Chemoembolisation is sometimes combined with radiofrequency ablation and your doctor can explain if this would be helpful for you.

Chemoembolisation can cause side effects such as sickness, pain and a raised temperature. You will be given anti-sickness (antiemetic) drugs and painkillers to help control any side effects.

Tumour ablation for primary liver cancer

Ablation means to destroy. There are two different ways of ablating primary liver tumours, using either alcohol or heat.

Percutaneous ethanol injection

This type of treatment is used for tumours less than 5cm (2in) in size. Alcohol (ethanol) is injected through the skin and into the tumour in the liver. The alcohol can destroy the cancer cells. This procedure is usually done in the scanning department so that ultrasound can be used to guide the needle directly into the tumour. You will be given a local anaesthetic. If the tumour grows again, the treatment can be repeated.

Side effects of percutaneous ethanol injection are usually mild and include pain and fever. Let your doctor know if you develop any side effects as they can usually be controlled with medication.

Radiofrequency ablation (RFA)

This treatment uses laser light or radio waves to destroy the cancer cells by heating them to a very high temperature. A fine needle is passed through the skin into the tumour in the liver. Powerful laser light or radio waves are then passed through the needle and into the tumour.

These heat the cancer cells.

Like percutaneous ethanol injection, radiofrequency ablation is done in the scanning department using ultrasound or CT (computerised tomography) scanning so that the doctor can guide the needle directly into the tumour. You may be given a local anaesthetic or a general anaesthetic.

Side effects of RFA include pain and fever, but they are usually very mild and can be controlled with medicines.

The National Institute for Health and Clinical Excellence (NICE), which advises doctors about treatment, has issued guidance on the use of RFA for primary liver cancer. The guidance states that RFA can be helpful at destroying hepatocelullar carcinoma, which may improve survival. The guidance also recommends that RFA is given using ultrasound or CT scanning, and that people having the treatment are cared for by a multidisciplinary team that includes a liver surgeon.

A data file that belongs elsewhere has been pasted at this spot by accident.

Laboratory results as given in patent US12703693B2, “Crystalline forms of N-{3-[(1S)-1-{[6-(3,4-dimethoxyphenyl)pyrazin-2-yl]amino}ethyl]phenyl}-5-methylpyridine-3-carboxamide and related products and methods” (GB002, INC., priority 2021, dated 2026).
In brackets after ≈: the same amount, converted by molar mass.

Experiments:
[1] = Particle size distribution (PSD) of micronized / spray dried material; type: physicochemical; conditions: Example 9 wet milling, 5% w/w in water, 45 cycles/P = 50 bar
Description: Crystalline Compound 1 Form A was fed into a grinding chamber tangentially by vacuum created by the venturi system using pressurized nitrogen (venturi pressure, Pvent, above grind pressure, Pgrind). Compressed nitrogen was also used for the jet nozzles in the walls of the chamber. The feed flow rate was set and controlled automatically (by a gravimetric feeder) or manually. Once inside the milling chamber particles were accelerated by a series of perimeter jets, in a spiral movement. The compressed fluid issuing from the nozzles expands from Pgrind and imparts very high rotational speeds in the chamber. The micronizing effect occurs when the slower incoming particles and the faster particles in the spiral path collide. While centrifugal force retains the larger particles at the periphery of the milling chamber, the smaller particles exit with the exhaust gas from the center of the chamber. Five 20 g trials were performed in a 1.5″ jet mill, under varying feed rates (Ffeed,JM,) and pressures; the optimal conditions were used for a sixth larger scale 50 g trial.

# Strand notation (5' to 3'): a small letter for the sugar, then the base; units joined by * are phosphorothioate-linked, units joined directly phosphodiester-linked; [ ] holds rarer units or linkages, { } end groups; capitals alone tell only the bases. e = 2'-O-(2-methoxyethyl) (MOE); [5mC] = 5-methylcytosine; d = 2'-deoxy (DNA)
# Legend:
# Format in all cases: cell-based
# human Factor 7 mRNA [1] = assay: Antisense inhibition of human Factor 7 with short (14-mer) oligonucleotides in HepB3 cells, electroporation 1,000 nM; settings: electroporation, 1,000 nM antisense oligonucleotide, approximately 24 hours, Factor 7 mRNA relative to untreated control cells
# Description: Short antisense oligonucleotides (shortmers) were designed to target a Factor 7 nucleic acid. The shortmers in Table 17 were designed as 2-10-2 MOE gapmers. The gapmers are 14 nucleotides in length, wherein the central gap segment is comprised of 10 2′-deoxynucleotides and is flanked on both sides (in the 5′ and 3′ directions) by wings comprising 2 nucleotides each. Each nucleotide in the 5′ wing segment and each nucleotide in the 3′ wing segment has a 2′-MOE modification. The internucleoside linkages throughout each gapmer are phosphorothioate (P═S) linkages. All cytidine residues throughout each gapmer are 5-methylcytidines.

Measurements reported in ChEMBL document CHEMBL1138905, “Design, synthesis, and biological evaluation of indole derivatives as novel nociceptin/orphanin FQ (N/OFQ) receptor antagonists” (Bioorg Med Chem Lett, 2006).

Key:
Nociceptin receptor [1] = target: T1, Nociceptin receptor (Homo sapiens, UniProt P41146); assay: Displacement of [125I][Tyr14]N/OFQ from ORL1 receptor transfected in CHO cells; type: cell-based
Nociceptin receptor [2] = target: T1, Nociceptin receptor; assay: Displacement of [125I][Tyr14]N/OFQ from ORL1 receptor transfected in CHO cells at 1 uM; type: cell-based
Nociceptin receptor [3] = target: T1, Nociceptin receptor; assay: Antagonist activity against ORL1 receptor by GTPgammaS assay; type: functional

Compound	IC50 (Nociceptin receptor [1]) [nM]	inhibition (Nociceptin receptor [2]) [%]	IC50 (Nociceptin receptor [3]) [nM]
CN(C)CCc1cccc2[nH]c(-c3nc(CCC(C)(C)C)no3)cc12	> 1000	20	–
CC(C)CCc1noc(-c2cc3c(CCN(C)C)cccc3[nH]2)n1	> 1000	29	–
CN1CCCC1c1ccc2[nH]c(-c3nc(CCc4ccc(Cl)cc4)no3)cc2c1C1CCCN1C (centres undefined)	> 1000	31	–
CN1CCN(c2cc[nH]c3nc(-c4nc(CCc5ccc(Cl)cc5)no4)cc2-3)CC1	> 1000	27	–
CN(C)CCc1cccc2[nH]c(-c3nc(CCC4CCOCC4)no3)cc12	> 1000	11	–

Biological therapies for primary liver cancer

Biological therapies use substances that are produced naturally in the body, to destroy cancer cells. A biological therapy called sorafenib (Nexavar®) may be used to treat hepatocellular carcinoma.

Sorafenib is a cancer growth inhibitor. In order to grow and divide cancer cells 'communicate' with each other using chemical signals. Cancer growth inhibitors interfere with this process and so affect the cancer's ability to develop.

Sorafenib is a tablet that is usually taken twice a day. Side effects include tiredness, diarrhoea, feeling sick (nausea), high blood pressure and muscle pains.

Although sorafenib is licensed and can be prescribed in the UK, it has not yet been assessed by the National Institute for Health and Clinical Excellence (NICE). NICE gives advice on which new drugs or treatments should be available on the NHS. As a result, sorafenib may not be widely available on the NHS.

Radiotherapy for primary liver cancer

Radiotherapy treats cancer by using high-energy rays to destroy the cancer cells, while doing as little harm as possible to normal cells.

Radiotherapy is not often used to treat primary liver cancer because the liver can't tolerate very high doses of radiotherapy. It's sometimes used to treat cholangiocarcinoma, but not usually hepatocellular cancers.

Our section about radiotherapy gives more details about this treatment and its side effects.

Other treatments for primary liver cancer

The following treatment is still being evaluated as part of research trials. Your cancer specialist will be able to discuss with you whether it may be helpful in your situation, and can refer you to a hospital that carries out this treatment.

Cryosurgery or cryotherapy

This treatment may be possible if you can't have surgery. A device called a cryoprobe is inserted into the centre of the tumour. Liquid nitrogen is then passed through the probe. This freezes the surrounding area and destroys the cancer cells. The treatment may be done during an operation or a laparoscopy.

Cryotherapy can be painful and you can be given painkillers if you need them. Some people also develop a fever. Let your doctor know if you notice any side effects.